No Cognitive Benefits for Seniors Who Halt Hypertension Medication

This article originally appeared here.
Prior research suggests lower blood pressure increases risk for cognitive decline in elderly.
Prior research suggests lower blood pressure increases risk for cognitive decline in elderly.

(HealthDay News) -- Discontinuing antihypertensive treatment in seniors with mild cognitive deficits does not improve mental functioning, according to research published online in JAMA Internal Medicine.

Justine Moonen, M.D., of Leiden University Medical Center in the Netherlands, and colleagues included 385 people, aged 75 and older. All had mild cognitive deficits and were taking antihypertensive medications. None had serious cardiovascular disease. Half of the participants were randomly selected to stop their antihypertensive treatment, while the other half continued their medication. Both groups were followed for 4 months.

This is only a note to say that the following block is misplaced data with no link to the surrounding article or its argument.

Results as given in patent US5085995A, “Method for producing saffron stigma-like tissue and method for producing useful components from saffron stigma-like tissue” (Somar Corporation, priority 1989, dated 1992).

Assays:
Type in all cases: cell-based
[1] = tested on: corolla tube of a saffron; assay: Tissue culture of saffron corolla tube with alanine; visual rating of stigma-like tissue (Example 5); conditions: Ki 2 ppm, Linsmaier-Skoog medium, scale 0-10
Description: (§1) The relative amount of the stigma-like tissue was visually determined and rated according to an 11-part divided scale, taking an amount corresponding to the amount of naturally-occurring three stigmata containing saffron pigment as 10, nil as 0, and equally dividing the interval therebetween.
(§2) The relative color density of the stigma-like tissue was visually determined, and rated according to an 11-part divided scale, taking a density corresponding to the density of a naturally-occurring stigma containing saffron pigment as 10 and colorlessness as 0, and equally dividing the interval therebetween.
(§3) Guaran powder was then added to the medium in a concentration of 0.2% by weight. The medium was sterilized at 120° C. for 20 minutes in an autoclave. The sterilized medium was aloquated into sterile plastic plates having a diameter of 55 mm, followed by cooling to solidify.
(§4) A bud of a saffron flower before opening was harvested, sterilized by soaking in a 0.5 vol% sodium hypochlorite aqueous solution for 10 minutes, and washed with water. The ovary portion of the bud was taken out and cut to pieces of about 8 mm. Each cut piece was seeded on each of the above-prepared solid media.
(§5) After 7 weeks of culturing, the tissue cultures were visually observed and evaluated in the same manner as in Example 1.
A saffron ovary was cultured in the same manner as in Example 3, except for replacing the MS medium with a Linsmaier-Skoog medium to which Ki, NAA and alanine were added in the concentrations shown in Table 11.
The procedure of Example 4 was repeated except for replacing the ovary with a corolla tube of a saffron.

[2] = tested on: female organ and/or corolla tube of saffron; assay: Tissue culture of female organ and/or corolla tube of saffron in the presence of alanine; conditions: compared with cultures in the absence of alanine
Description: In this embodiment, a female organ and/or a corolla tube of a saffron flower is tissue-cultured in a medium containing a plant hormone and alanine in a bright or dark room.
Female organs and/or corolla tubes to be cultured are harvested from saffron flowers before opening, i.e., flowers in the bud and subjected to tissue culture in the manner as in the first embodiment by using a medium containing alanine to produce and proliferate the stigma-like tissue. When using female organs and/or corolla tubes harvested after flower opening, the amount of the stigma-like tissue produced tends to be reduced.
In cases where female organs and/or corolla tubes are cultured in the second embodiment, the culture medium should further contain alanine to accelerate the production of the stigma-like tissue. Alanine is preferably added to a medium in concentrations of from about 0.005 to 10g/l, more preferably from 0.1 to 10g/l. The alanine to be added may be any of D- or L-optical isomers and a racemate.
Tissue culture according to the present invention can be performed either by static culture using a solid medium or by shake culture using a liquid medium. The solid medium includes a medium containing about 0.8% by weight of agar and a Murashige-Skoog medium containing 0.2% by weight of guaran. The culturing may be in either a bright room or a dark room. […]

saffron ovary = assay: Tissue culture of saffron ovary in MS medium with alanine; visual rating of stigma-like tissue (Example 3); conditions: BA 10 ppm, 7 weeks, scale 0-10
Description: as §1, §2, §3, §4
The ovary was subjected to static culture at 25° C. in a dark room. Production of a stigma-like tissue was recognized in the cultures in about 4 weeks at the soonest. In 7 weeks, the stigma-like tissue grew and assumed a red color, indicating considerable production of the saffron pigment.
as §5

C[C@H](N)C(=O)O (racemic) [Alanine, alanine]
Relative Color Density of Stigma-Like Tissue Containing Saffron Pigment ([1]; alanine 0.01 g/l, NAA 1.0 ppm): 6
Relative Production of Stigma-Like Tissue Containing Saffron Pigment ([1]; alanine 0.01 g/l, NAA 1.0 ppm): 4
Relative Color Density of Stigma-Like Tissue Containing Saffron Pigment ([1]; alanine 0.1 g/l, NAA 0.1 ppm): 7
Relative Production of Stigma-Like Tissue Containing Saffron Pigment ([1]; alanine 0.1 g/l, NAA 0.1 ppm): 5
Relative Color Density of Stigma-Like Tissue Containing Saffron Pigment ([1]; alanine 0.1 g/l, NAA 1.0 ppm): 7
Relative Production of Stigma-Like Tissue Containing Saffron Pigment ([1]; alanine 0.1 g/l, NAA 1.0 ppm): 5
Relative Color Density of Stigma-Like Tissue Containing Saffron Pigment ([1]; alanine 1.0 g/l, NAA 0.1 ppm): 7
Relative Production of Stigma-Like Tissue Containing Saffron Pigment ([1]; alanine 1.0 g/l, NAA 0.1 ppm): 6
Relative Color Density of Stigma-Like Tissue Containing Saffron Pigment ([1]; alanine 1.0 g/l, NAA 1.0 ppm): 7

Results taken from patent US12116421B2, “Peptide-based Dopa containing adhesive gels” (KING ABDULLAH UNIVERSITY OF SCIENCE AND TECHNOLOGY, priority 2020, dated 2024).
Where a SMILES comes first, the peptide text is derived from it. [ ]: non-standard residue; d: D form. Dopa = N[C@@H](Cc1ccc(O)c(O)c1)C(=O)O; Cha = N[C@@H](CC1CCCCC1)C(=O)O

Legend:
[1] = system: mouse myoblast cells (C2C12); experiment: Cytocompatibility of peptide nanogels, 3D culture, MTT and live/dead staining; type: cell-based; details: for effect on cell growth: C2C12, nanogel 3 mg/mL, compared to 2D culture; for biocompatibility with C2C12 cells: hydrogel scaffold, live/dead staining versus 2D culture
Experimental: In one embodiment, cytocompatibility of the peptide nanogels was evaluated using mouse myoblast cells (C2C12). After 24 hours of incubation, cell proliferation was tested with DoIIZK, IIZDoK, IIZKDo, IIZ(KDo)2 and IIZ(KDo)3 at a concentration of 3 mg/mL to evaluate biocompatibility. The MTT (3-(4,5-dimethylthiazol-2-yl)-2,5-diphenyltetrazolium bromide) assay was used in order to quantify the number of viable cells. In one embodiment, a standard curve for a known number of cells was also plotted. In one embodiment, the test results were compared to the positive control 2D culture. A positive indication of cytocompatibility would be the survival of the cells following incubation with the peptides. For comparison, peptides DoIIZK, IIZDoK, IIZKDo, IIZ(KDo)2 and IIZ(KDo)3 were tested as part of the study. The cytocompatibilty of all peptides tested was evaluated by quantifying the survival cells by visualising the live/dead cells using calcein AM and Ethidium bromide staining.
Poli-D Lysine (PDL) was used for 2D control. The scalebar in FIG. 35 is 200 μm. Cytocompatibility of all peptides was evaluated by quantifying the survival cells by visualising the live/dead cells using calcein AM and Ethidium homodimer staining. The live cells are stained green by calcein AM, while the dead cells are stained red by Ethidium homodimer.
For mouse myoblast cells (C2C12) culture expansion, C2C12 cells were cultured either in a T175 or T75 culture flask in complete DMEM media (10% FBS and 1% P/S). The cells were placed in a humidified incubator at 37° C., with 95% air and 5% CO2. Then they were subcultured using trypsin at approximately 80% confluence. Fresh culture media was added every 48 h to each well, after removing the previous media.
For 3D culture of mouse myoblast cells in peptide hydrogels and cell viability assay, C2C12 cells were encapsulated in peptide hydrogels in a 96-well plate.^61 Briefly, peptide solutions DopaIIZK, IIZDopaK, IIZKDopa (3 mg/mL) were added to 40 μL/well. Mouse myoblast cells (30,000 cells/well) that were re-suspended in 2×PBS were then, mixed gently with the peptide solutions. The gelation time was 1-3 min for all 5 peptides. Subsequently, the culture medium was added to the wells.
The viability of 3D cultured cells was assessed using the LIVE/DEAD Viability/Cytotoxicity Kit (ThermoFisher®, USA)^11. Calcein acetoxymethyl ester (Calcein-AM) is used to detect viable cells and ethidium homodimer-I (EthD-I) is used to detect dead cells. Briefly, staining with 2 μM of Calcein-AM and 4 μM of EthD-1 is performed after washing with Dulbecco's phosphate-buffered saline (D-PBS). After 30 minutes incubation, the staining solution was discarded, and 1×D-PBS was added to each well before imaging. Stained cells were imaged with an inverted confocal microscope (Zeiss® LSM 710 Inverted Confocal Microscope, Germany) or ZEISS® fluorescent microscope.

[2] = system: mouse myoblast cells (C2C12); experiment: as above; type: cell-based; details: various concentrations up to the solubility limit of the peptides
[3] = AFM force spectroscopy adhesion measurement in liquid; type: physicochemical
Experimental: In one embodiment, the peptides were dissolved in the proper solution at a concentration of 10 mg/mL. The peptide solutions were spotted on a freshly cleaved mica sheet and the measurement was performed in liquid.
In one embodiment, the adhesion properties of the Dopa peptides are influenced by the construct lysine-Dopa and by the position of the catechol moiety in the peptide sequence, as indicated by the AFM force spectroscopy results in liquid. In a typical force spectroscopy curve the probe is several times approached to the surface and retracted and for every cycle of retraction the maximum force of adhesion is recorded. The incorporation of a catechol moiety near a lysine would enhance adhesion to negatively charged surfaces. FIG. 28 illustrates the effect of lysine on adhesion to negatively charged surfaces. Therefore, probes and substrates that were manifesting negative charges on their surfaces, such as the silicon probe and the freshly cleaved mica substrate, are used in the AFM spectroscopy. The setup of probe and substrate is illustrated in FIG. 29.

By the end of that time, the team saw no improvement in the participants' cognitive functioning, whether they stopped the medications or not. The researchers said there are a number of possible reasons why halting antihypertensive treatment had no effect on brain function, including the fact that none of the participants had serious cardiovascular disease.

According to the researchers, future studies with longer follow-up might help determine if seniors with poor cerebral blood flow could benefit from more relaxed blood pressure targets.

Sources

  1. Moonen, JEF; Foster-Dingley, JC; de Ruijter, W; et al. JAMA Intern Med. published online, August 24, 2015; doi:10.1001/jamainternmed.2015.4103.
  2. Michelle C. Odden. JAMA Intern Med. published online, August 24, 2015; doi:10.1001/jamainternmed.2015.4309.
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